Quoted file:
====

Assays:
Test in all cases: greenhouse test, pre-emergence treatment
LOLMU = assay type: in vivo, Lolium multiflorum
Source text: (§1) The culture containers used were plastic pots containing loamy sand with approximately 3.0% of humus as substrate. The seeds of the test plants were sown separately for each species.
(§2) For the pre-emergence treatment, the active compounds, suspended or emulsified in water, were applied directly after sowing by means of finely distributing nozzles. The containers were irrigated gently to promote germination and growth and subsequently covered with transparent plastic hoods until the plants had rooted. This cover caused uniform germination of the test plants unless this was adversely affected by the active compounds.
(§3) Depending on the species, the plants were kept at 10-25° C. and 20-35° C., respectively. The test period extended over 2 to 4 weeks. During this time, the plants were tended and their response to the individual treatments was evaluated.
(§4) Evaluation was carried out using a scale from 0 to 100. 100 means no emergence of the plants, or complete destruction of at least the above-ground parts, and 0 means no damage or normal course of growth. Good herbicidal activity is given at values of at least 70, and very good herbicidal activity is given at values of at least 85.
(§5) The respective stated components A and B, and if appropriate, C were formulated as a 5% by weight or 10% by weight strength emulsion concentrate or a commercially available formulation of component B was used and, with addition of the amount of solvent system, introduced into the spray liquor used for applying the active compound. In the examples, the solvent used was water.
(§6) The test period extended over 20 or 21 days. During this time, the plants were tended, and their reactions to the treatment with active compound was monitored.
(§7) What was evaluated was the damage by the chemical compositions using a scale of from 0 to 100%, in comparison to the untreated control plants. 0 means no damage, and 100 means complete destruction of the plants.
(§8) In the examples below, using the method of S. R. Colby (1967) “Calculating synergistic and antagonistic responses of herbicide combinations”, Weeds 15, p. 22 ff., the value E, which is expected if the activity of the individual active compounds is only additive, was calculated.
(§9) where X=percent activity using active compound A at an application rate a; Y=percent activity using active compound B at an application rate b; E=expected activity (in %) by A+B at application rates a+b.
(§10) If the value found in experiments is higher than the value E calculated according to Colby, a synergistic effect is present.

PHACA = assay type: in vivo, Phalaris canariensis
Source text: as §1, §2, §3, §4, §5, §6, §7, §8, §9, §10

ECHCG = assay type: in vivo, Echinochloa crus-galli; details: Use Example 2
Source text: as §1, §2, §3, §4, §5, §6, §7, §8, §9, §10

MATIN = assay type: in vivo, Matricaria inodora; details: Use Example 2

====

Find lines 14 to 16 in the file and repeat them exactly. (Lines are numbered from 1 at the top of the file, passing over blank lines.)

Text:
PHACA = assay type: in vivo, Phalaris canariensis
Source text: as §1, §2, §3, §4, §5, §6, §7, §8, §9, §10

ECHCG = assay type: in vivo, Echinochloa crus-galli; details: Use Example 2